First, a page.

It could be said that I came of age, as both a horror fan and a fan of movies in general, during Wes Craven’s golden age, but the very suggestion of a “golden age” implies undue respect to the several distinct and highly influential phases of his career as the author and director of uncommonly smart, uncommonly affecting, above the bar genre nightmares. Craven was a calm, thoughtful, professorial type, sensible but sly, a horror lifer who never particularly seemed to mind toiling away in a disreputable genre. Instead, his work strengthened it from within. At two flashpoint moments, in 1984 and 1996, he succeeded in bringing the movie mainstream to him rather than the other way around, but some of his most personal and memorable successes were written in the margins of his career comparatively. Neither quite the all-encompassing brand name that was his zombie-wrangling forebear George A. Romero, nor the sci-fi/horror auteur that was his contemporary John Carpenter, Wes Craven’s name on a poster, above or just below the title, still carried impressive weight and, with it, made plain certain, unspoken promises. Continue Reading
It seems to me that becoming a sports fan as a kid is the safest way, though hardly foolproof, to ensure that love (of a particular team, of a program, of a player) might endure over time. People tend to catch the sports bug young or not at all, and early adoption certainly helps inure any budding fan from the host of off-field ugliness and disappointments he or she might experience over a lifetime of support. It also has the curious side effect of making us feel our heroes are immortal, or should be. Sports figures rise and fall, routinely. Sports heroes rise and reign, then decline and fade. It’s all part of the standard narrative. They are so celebrated, so lionized, so lifted above the common rabble, that even if it is never spelled out, immortality is implied in these plaudits, or at least it is there for the youngster to infer. College basketball, even more than its gridiron (or professional) counterpart, is a (fairly) benign cult of personality revolving around its head coach. Stars shine brightly on the court, then inevitably, regularly depart, grist for a wheel that never stops turning, but the coach is perpetual, a fixture, a fulcrum on which the program turns, or has that potential at any rate, assuming, of course, that he’s any good. Continue Reading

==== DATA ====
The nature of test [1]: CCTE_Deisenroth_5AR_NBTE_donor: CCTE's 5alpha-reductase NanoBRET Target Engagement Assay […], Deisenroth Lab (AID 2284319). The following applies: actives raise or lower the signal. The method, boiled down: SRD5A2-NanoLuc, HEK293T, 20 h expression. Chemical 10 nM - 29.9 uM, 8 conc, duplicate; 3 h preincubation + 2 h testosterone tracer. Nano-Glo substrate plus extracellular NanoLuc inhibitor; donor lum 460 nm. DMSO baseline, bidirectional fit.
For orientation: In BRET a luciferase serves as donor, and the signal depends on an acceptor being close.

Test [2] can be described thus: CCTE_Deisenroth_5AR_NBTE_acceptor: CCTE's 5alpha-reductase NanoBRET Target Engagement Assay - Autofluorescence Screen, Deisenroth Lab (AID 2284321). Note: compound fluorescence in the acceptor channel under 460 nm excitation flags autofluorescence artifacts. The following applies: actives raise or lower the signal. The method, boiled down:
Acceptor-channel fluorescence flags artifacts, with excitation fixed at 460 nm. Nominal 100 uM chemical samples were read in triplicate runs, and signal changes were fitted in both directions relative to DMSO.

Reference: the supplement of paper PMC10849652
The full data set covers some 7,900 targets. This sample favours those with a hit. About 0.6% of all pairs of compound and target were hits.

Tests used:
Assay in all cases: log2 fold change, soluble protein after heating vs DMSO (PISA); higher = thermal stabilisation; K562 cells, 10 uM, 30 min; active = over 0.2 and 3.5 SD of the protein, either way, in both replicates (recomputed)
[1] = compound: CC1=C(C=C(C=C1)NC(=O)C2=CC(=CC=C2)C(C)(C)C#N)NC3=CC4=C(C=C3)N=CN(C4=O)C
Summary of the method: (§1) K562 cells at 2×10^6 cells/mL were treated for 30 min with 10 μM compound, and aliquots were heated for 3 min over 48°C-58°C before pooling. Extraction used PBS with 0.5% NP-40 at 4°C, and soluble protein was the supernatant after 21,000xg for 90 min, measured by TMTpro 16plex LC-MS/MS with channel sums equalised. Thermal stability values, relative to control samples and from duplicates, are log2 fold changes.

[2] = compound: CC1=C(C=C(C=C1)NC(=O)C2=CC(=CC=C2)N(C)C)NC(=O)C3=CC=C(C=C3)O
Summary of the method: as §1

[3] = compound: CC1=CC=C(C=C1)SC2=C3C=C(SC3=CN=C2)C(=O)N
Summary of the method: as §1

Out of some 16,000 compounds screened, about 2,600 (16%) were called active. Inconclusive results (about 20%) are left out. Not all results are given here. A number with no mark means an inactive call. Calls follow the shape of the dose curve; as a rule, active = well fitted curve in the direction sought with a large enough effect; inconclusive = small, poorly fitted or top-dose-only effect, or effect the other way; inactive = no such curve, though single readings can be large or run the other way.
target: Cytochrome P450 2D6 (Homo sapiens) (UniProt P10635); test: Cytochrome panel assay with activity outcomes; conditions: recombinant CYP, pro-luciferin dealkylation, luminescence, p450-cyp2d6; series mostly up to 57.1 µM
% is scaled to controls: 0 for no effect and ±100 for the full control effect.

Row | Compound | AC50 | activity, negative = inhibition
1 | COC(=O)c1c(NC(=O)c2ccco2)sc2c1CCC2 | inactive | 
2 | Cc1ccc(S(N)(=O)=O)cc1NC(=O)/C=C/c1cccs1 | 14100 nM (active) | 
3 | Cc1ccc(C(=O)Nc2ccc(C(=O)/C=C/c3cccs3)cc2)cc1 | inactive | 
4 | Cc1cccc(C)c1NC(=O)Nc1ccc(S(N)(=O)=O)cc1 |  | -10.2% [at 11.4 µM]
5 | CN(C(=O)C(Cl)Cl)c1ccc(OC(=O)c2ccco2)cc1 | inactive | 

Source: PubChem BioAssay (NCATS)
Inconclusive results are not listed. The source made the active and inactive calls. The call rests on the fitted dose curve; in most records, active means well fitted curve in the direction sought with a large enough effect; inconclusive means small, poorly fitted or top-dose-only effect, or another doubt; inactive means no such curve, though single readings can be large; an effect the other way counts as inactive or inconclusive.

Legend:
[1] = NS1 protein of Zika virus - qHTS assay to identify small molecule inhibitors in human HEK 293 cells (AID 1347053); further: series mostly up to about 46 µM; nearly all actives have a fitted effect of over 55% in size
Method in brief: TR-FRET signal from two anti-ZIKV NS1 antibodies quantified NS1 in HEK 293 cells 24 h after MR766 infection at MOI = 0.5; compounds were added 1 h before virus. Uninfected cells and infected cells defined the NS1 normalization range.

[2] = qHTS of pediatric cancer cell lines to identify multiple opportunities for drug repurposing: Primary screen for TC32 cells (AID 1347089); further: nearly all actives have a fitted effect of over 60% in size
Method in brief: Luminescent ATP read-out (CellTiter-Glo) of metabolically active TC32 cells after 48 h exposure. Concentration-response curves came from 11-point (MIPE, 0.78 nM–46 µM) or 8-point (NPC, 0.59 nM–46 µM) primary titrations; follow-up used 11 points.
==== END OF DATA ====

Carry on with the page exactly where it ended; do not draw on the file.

Even in a genre where the distance – emotional, physical, metaphorical – separating player from fan is so paper thin, in a style of music where, above all others, total commitment onstage is a baseline requirement, I find it hard to imagine a metal musician who took such inspiring, unquenchable, childlike pleasure in his craft and so thrilled to find himself in what some might’ve imagined an unlikely spotlight, as did former Pantera guitarist “Dimebag” Darrell Abbott. His tragic shooting death ten years ago tonight at the hands of an unbalanced fan on stage at a rock club in my adopted hometown of Columbus, Ohio, is, for the millions worldwide who loved his band and his playing, a wound that sometimes seems as if it will never fully close, let alone heal, the kind of premature and pointlessly cruel removal of a kind man and loving presence from the larger metal community that brings to mind not journeymen but giants – Cliff Burton, Ronnie James Dio, Chuck Schuldiner – the kind of singular artists who did one thing as well as or better than just about anyone who lived, or, failing those lofty heights, did it in a way so innovative and brilliantly different that it redefined the way an instrument was considered and played for years after. Nobody sounded quite like Dimebag Darrell. For a while, though, just about everyone tried. Continue Reading